2018: Journal of Special Operations Medicine: a Peer Reviewed Journal for SOF Medical Professionals
Regan F Lyon, Chris Schwan, Joseph Zeal, Chetan Kharod, Brian Staak, Christopher Petersen, Stephen C Rush
Effective analgesia is a crucial part of the care and resuscitation of a traumatically injured patient. These secondary effects of pain may increase morbidity and mortality in the acutely injured patient. When ketamine is administered appropriately in the clinical setting, it can provide analgesia, anxiolysis, and amnesia for patients with less respiratory depression and hypotension than equivalent doses of opioid analgesics.
2018: Journal of Special Operations Medicine: a Peer Reviewed Journal for SOF Medical Professionals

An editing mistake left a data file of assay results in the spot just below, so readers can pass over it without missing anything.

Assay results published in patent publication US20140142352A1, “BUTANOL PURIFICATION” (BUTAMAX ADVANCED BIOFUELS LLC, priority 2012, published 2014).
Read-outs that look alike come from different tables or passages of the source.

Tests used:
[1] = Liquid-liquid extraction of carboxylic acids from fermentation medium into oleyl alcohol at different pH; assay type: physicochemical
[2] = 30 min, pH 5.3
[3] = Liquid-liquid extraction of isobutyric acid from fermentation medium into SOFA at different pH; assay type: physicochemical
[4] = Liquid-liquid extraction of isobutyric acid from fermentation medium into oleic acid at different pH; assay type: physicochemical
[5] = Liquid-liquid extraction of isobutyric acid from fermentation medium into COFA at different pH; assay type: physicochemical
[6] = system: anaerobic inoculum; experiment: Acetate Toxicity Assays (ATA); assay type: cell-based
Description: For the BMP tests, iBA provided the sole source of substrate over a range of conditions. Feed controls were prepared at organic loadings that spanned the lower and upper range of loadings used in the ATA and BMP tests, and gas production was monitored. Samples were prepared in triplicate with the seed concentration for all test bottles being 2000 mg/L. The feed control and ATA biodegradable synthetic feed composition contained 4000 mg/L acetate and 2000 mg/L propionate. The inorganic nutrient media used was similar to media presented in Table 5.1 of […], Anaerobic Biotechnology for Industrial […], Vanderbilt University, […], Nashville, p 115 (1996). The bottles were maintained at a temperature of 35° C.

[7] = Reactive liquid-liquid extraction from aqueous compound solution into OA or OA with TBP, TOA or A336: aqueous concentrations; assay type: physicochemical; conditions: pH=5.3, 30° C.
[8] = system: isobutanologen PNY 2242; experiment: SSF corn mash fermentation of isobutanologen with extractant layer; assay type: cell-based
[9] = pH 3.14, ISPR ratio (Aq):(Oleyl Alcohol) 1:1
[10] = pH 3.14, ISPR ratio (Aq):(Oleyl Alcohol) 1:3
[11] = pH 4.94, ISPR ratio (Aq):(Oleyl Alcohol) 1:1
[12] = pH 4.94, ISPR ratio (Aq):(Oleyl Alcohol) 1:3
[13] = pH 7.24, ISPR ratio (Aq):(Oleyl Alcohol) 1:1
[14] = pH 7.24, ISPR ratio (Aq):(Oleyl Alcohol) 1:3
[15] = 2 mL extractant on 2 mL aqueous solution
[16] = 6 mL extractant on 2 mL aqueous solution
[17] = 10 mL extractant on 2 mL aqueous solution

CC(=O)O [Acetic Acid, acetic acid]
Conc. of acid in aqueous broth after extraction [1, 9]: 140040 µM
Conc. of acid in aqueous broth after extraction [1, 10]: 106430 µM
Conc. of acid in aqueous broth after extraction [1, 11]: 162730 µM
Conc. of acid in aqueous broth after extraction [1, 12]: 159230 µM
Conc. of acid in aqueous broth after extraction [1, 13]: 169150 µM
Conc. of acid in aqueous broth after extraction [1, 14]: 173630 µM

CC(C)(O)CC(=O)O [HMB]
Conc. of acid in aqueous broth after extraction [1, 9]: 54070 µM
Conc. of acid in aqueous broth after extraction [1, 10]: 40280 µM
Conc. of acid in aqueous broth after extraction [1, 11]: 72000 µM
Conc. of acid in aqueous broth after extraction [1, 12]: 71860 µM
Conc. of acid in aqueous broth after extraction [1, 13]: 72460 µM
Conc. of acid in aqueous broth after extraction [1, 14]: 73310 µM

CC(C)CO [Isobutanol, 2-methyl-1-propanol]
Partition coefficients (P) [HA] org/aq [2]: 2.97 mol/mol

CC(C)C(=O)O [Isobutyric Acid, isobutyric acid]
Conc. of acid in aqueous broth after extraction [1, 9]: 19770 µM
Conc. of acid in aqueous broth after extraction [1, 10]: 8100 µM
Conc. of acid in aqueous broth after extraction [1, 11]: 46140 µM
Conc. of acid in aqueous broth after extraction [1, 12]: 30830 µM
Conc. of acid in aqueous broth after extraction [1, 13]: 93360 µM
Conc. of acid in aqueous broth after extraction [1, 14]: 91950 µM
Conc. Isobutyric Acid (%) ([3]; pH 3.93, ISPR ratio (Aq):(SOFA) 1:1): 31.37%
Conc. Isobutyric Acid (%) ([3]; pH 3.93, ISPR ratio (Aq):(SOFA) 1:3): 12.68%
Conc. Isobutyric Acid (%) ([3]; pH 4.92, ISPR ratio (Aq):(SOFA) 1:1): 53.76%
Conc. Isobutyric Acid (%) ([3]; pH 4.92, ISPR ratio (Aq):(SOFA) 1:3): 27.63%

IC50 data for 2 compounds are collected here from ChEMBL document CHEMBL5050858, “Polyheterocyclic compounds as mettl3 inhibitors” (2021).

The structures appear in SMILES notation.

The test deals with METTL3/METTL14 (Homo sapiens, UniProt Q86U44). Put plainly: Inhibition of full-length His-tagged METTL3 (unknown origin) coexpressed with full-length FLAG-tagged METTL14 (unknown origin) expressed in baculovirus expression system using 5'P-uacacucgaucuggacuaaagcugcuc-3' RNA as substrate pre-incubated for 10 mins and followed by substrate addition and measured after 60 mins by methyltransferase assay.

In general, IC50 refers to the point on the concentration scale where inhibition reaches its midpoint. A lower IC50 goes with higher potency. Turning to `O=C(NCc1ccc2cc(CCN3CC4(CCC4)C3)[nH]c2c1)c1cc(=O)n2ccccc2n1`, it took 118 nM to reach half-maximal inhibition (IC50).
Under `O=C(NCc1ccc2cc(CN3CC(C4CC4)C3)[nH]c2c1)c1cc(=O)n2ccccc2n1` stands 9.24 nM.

Erik N Vu, Wilson C Y Wan, Titus C Yeung, David W Callaway
BACKGROUND: Uncontrolled hemorrhage remains a leading cause of preventable death in tactical and combat settings. Alternate routes of delivery of tranexamic acid (TXA), an adjunct in the management of hemorrhagic shock, are being studied. A working group for the Committee for Tactical Emergency Casualty Care reviewed the available evidence on the potential role for intramuscular (IM) administration of TXA in nonhospital settings as soon as possible from the point of injury. METHODS: EMBASE and MEDLINE/PubMed databases were sequentially searched by medical librarians for evidence of TXA use in the following contexts and/or using the following keywords: prehospital, trauma, hemorrhagic shock, optimal timing, optimal dose, safe volume, incidence of venous thromboembolism (VTE), IM bioavailability...
2018: Journal of Special Operations Medicine: a Peer Reviewed Journal for SOF Medical Professionals
Elliot M Ross, Theodore T Redman